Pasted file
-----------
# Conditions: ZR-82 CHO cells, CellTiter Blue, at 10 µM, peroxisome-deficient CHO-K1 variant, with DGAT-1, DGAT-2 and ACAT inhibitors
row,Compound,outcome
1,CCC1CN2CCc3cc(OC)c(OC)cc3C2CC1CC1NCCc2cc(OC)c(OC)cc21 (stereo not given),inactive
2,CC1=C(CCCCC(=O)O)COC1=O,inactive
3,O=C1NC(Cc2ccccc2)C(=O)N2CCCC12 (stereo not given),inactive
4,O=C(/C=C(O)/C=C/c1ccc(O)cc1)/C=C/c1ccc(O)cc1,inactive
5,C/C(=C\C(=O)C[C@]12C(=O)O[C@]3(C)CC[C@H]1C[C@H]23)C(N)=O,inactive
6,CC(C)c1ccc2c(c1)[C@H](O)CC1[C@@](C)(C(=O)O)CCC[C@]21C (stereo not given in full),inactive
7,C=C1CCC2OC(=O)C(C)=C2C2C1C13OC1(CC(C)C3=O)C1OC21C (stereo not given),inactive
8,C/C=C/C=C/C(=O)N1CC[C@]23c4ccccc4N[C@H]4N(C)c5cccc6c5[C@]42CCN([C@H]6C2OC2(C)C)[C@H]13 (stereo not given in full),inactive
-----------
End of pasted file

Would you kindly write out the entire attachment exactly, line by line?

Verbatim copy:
# Conditions: ZR-82 CHO cells, CellTiter Blue, at 10 µM, peroxisome-deficient CHO-K1 variant, with DGAT-1, DGAT-2 and ACAT inhibitors
row,Compound,outcome
1,CCC1CN2CCc3cc(OC)c(OC)cc3C2CC1CC1NCCc2cc(OC)c(OC)cc21 (stereo not given),inactive
2,CC1=C(CCCCC(=O)O)COC1=O,inactive
3,O=C1NC(Cc2ccccc2)C(=O)N2CCCC12 (stereo not given),inactive
4,O=C(/C=C(O)/C=C/c1ccc(O)cc1)/C=C/c1ccc(O)cc1,inactive
5,C/C(=C\C(=O)C[C@]12C(=O)O[C@]3(C)CC[C@H]1C[C@H]23)C(N)=O,inactive
6,CC(C)c1ccc2c(c1)[C@H](O)CC1[C@@](C)(C(=O)O)CCC[C@]21C (stereo not given in full),inactive
7,C=C1CCC2OC(=O)C(C)=C2C2C1C13OC1(CC(C)C3=O)C1OC21C (stereo not given),inactive
8,C/C=C/C=C/C(=O)N1CC[C@]23c4ccccc4N[C@H]4N(C)c5cccc6c5[C@]42CCN([C@H]6C2OC2(C)C)[C@H]13 (stereo not given in full),inactive